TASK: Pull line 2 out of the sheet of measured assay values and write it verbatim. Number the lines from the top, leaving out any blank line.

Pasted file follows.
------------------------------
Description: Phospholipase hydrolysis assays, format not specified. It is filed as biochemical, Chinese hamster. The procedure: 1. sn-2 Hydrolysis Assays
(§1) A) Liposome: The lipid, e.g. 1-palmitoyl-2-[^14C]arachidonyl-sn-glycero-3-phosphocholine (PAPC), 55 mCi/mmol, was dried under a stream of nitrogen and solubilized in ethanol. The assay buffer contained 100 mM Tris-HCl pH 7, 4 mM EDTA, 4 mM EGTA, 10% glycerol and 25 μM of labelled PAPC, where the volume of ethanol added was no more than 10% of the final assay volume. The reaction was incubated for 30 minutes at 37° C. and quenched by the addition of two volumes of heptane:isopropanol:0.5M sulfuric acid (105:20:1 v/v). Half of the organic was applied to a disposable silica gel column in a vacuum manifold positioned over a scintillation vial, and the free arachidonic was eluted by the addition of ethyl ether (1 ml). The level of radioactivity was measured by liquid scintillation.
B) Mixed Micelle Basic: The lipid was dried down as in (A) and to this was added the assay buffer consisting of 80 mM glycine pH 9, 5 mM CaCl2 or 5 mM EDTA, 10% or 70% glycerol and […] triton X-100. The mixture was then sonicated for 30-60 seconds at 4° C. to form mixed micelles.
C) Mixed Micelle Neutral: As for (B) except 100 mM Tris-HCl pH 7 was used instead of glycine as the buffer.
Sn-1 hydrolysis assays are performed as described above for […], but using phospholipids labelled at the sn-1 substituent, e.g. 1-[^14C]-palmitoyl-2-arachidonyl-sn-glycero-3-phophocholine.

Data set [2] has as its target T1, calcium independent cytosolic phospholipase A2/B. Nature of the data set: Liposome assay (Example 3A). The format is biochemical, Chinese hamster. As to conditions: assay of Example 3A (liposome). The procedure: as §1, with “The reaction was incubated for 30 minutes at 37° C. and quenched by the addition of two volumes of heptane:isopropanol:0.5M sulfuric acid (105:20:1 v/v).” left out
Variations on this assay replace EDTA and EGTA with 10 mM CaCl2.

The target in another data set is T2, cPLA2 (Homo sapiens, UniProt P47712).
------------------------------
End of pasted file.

(§1) A) Liposome: The lipid, e.g. 1-palmitoyl-2-[^14C]arachidonyl-sn-glycero-3-phosphocholine (PAPC), 55 mCi/mmol, was dried under a stream of nitrogen and solubilized in ethanol. The assay buffer contained 100 mM Tris-HCl pH 7, 4 mM EDTA, 4 mM EGTA, 10% glycerol and 25 μM of labelled PAPC, where the volume of ethanol added was no more than 10% of the final assay volume. The reaction was incubated for 30 minutes at 37° C. and quenched by the addition of two volumes of heptane:isopropanol:0.5M sulfuric acid (105:20:1 v/v). Half of the organic was applied to a disposable silica gel column in a vacuum manifold positioned over a scintillation vial, and the free arachidonic was eluted by the addition of ethyl ether (1 ml). The level of radioactivity was measured by liquid scintillation.